Let Us Help You Tackle the Legal Challenges Inherent in Relocation

The U.S. population is more highly mobile than ever. Career paths regularly involve moves across the state or across the country, as do schooling opportunities, family needs, and other major life events.

When you create a child custody plan in Connecticut, you do it in the hopes that it will continue to meet your children’s interests for years to come. What happens, however, if the other parent moves away and wants to renegotiate that arrangement? What if you get a job opportunity across the country and seek modification of the plan?

Connecticut law allows for the modification of child custody and visitation plans if one parent needs to relocate. However, there are challenges when asking the Court to Relocate.

The Main Challenge of Relocation is Timeliness

Whether your ex is looking to move with your children or you’re seeking to move yourself, please note:

  • Relocation issues are time sensitive. No matter what side you are on, do not delay getting insight into your case from an experienced Connecticut divorce attorney.
  • A motion to relocate or a motion to prevent relocation must be filed with the Court in order to protect your rights.
  • It can be challenging to get your child back to Connecticut if they have already moved.

The Relocation Process: More Detail

When one parent plans to move, the first question the court will ask is, “Does this move affect the existing parenting plan?” Not all moves need to change the parenting plan dramatically. For example, a move across Connecticut or even to Western Massachusetts may not demand a change, depending on whether the original plan can still be carried out. But a move that takes one parent a significant distance away – such as to New York City or even further – will require a parenting plan modification.

Bearing in mind the caveats discussed above, a parent who wants a child to move with him or her must show that:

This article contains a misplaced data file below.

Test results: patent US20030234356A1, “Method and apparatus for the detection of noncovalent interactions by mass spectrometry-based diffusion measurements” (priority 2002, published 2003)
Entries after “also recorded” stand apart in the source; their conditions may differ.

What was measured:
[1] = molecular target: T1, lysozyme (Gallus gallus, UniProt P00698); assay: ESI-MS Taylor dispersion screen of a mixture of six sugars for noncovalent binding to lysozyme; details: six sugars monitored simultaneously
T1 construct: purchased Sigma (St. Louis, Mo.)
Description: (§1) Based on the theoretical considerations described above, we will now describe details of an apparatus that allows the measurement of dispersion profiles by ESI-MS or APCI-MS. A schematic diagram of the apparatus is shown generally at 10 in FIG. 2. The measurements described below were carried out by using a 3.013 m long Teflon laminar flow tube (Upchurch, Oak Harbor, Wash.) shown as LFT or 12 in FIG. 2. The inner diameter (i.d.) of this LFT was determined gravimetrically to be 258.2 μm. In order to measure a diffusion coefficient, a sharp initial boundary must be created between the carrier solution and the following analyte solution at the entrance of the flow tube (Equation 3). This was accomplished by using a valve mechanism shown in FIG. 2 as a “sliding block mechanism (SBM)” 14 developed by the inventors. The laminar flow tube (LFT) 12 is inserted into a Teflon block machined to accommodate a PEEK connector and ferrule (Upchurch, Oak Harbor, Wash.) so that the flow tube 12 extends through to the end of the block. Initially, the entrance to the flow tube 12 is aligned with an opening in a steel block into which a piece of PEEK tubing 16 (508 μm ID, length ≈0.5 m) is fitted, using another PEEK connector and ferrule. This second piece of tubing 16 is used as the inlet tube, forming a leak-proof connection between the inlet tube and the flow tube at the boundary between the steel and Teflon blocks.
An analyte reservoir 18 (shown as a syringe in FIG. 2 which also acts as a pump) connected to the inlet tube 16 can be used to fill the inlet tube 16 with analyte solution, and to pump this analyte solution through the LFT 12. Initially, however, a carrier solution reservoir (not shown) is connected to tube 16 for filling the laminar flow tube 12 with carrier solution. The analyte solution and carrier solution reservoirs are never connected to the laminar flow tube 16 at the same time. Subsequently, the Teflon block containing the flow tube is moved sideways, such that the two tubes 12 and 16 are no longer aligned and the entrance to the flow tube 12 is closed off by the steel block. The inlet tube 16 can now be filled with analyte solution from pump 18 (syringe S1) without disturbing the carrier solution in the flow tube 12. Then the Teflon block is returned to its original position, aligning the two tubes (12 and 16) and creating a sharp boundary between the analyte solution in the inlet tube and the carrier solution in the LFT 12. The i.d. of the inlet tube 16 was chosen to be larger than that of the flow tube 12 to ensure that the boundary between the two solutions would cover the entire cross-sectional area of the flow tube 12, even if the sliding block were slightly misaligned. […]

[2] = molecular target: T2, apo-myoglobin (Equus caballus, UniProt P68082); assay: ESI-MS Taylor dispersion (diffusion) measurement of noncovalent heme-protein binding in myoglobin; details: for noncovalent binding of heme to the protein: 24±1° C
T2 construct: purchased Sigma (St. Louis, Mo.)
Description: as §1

• The relocation is for a “legitimate purpose,” like taking a new job or being closer to family;
  • In light of this purpose, the location is reasonable – for instance, you plan to move to the same city in which your new job is located;
  • The relocation is in the child’s best interests.

Typically, the court spends the most time asking whether the move is in the child’s best interests, because this is the most complex question of the three. To that end, the court will ask several questions similar to those asked when the parenting plan was created. Why are the parents seeking (or opposing) the relocation? What is the child’s relationship with each parent like? How will the move change the child’s relationship with the non-moving parent? What opportunities for the child are available in the move – or in staying put? Can a parenting plan be worked out that allows the child to maintain a strong relationship with each parent?

The barriers to relocation can be formidable. However, if either parent is considering taking action along these lines, time is of the essence. Contact us today to discuss your options and make a strategic plan to ensure fairness and stability for your children.